LTO Yields to Demand for Postponing Standardized Temporary Plates

Wilbert Tan

In a memorandum released on February 23, 2017, the Land Transportation Office announced to all LTO accredited dealers their intention to delay the use of standardized temporary plates. Instead of February 15, 2017, the plates will now be required for all vehicles released from June 1, 2017 onward.


The prescribed format still requires the inclusion of the conduction sticker number as well as the motor vehicle (MV) file number. Dealerships must furnish the standardized temporary plates before releasing or delivering the purchased vehicle to the buyer.

A response to demands

LTO Assistant Secretary Edgar Galvante, who signed the memorandum, said the revised version is the government agency’s response to dealers who aired their disapproval for the original memorandum, which required dealers to provide temporary license plates that follow the new specs while also using CS as the primary means of vehicle identification.

Though the dealerships didn’t oppose the move, most of them complained that the memo didn’t give them ample time to prepare or even locate suppliers.

LTO’s inefficiency

LTO’s call for standardized temporary plates came at the heels of the agency’s long-running inability provide proper license plates that car buyers must pay for in full when purchasing a new vehicle. Due to this delay, many vehicles bought in 2015 and even 2014 still do not have their proper plates. To date, LTO is still unable to supply an actual date or time frame on when they can deliver the permanent license plates.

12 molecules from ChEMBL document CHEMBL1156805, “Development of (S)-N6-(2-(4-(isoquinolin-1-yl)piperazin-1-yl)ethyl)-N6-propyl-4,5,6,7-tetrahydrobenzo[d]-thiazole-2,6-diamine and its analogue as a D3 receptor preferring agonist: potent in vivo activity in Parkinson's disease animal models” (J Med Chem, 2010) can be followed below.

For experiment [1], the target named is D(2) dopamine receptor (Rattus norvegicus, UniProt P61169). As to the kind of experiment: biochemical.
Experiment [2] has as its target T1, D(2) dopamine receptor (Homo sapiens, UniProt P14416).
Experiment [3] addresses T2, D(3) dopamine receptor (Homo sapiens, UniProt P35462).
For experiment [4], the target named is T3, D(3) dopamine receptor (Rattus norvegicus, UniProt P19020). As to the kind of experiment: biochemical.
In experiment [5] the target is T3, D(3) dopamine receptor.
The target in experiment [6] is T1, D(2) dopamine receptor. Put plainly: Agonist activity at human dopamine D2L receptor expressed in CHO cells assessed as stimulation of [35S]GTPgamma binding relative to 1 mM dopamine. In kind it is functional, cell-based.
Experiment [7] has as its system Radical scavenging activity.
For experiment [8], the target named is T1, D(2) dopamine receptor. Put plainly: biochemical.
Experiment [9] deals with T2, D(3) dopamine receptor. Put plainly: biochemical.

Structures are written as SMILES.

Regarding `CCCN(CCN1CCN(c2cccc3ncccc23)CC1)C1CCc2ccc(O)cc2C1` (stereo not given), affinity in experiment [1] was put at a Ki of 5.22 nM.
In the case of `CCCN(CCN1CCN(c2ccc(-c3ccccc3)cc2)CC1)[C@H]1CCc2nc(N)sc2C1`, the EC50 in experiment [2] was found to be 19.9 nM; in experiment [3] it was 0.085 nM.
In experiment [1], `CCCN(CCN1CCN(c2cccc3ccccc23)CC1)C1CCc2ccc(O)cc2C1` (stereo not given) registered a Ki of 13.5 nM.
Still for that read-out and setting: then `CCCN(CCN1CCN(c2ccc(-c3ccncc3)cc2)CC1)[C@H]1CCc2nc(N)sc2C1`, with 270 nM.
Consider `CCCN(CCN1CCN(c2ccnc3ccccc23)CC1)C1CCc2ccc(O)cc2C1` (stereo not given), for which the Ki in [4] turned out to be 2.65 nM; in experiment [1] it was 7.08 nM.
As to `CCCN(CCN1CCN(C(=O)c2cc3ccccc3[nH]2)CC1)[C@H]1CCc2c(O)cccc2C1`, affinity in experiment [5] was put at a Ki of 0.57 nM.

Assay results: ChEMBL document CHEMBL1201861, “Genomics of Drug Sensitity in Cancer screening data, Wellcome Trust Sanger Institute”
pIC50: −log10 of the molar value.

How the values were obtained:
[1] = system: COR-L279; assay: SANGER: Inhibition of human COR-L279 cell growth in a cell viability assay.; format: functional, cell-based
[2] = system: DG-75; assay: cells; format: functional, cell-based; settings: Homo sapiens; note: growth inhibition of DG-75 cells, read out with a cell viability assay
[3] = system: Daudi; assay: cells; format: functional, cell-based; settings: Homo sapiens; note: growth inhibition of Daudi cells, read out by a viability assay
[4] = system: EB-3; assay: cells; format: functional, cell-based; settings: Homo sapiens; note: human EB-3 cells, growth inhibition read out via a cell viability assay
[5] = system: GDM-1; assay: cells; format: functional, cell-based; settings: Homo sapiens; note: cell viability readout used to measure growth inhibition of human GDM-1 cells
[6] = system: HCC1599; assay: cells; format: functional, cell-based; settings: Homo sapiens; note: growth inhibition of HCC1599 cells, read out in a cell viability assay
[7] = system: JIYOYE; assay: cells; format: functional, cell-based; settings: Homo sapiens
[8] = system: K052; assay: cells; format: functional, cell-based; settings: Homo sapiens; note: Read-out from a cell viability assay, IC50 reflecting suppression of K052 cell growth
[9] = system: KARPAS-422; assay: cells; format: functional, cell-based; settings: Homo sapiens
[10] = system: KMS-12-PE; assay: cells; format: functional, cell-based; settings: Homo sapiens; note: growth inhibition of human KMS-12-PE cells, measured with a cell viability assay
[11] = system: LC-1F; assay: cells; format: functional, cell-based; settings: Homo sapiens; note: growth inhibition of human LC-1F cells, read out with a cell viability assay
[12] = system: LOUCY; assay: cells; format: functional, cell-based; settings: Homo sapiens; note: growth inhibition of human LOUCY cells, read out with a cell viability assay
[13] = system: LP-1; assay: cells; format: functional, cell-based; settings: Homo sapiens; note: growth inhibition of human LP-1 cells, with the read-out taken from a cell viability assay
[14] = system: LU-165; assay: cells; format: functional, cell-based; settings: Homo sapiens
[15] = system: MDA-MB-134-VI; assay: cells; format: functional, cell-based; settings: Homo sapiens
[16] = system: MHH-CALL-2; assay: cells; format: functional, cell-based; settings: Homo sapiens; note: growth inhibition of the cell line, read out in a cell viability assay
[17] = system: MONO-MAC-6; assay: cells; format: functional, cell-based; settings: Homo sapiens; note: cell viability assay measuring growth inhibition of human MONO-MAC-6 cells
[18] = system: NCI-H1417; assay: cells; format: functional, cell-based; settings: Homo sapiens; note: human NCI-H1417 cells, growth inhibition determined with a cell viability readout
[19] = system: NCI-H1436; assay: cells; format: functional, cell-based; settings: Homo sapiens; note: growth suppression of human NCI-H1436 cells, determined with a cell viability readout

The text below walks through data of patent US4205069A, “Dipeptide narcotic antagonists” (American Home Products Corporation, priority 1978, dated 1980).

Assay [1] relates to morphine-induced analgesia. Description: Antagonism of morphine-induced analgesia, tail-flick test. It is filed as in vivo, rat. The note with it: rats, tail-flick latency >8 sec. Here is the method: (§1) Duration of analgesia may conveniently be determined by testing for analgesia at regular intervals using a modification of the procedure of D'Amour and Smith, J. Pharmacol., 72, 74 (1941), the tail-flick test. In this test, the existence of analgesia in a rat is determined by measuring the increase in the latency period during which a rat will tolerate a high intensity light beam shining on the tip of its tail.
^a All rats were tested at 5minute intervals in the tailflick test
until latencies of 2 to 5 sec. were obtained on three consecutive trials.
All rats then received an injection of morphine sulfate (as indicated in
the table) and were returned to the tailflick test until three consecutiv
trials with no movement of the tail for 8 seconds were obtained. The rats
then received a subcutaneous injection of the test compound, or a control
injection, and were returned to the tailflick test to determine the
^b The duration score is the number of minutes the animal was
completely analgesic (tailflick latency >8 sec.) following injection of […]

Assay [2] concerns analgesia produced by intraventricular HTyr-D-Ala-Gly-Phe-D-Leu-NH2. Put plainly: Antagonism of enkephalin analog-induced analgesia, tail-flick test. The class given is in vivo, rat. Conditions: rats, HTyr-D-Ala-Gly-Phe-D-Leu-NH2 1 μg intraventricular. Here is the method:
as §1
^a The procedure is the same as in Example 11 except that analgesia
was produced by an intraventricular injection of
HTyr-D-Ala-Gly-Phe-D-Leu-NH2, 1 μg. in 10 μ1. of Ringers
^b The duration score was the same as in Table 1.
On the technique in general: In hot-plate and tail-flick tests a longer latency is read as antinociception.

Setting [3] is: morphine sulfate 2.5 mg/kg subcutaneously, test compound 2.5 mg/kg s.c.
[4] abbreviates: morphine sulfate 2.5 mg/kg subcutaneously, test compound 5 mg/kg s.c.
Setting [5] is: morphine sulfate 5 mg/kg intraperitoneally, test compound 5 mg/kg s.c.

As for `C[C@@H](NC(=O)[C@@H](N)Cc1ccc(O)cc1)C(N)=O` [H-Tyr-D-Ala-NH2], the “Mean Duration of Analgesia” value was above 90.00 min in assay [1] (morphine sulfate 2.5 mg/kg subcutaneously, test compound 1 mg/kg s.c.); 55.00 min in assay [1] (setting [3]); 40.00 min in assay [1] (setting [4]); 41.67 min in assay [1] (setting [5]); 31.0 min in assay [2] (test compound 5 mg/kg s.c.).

In addition, LTO branches still do not have the plastic license cards for drivers renewing their licenses due to the backlog that lasted from January 1 to October 16 last year.

Requirements of the standardized temporary plates


The original memorandum came with plenty of specific requirements, which included the size of borders and gaps, along with the type and size of font for use. The LTO ordered the temporary plate made of “Reflective Sturdy Material” using 160-point Arial Black font (90-point for motorcycles).

The CS remains as the vehicle’s primary mode of identification, thought it must now include the word ‘REGISTERED’ plus the name of the selling dealership, region of registry, and MV file number.

The new memo reiterates the need for vehicles to be registered before they can be driven on public roads. LTO will apprehend and fine drivers of unregistered vehicles, regardless if the vehicle is a two-, three-, four-, six-, or even eight-wheeler.

Their own versions

Prior to the new standardized temporary plate requirement, dealerships, motorists, and even accessory shops resorted to making their own temporary plates using their own designs. This lasted nearly four years given the LTO’s long-standing problem with supplying registered vehicles with license plates. Some plates went the fashionable way, mimicking the plate number styles of other countries such as Japan and Europe.

Suffice to say, the days of such fashionable plates are now numbered.

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